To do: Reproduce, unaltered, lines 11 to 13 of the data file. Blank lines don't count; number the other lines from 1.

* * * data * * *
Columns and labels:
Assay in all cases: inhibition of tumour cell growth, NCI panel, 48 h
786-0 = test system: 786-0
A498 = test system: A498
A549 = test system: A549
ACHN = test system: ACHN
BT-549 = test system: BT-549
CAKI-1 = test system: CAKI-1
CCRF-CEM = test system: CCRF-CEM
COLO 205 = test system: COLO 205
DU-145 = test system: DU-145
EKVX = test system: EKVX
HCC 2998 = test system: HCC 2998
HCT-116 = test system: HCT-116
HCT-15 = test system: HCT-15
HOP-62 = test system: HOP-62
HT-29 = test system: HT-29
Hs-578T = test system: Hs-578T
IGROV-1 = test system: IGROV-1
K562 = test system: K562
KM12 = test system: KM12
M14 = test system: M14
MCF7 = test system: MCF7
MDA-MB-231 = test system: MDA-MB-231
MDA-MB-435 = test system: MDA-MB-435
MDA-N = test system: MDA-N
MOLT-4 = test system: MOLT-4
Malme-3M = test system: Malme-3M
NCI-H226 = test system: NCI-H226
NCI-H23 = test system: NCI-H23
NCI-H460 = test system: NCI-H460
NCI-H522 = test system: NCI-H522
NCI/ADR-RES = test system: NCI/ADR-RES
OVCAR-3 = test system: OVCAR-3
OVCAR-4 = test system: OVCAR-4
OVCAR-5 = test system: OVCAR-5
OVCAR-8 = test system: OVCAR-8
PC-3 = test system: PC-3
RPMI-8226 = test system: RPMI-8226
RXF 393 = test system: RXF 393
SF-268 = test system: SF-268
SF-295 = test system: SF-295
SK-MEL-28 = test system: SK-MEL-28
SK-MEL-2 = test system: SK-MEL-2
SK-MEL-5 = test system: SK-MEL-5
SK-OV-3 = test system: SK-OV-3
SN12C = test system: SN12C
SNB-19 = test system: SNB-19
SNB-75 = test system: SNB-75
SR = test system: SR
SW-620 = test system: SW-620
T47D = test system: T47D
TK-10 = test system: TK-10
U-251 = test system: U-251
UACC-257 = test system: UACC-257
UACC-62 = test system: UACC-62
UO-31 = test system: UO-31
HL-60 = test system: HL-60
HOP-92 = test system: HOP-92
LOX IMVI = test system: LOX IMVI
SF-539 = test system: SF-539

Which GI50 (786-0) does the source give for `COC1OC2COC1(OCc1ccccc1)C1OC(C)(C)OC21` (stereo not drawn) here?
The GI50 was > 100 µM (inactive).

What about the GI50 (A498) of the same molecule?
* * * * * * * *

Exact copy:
DU-145 = test system: DU-145
EKVX = test system: EKVX
HCC 2998 = test system: HCC 2998